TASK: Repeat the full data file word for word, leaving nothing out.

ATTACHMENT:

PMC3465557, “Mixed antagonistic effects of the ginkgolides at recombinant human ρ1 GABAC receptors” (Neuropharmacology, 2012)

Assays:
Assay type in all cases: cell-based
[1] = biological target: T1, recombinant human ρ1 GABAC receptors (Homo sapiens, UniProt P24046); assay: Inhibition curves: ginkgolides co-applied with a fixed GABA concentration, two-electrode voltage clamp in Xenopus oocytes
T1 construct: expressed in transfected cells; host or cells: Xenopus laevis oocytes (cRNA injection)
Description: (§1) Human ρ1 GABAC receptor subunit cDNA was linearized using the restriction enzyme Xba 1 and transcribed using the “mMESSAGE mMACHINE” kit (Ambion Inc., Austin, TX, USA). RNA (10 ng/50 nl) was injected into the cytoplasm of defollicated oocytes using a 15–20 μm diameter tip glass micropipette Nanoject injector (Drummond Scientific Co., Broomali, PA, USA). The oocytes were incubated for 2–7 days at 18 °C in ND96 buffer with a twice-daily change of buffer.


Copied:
PMC3465557, “Mixed antagonistic effects of the ginkgolides at recombinant human ρ1 GABAC receptors” (Neuropharmacology, 2012)

Assays:
Assay type in all cases: cell-based
[1] = biological target: T1, recombinant human ρ1 GABAC receptors (Homo sapiens, UniProt P24046); assay: Inhibition curves: ginkgolides co-applied with a fixed GABA concentration, two-electrode voltage clamp in Xenopus oocytes
T1 construct: expressed in transfected cells; host or cells: Xenopus laevis oocytes (cRNA injection)
Description: (§1) Human ρ1 GABAC receptor subunit cDNA was linearized using the restriction enzyme Xba 1 and transcribed using the “mMESSAGE mMACHINE” kit (Ambion Inc., Austin, TX, USA). RNA (10 ng/50 nl) was injected into the cytoplasm of defollicated oocytes using a 15–20 μm diameter tip glass micropipette Nanoject injector (Drummond Scientific Co., Broomali, PA, USA). The oocytes were incubated for 2–7 days at 18 °C in ND96 buffer with a twice-daily change of buffer.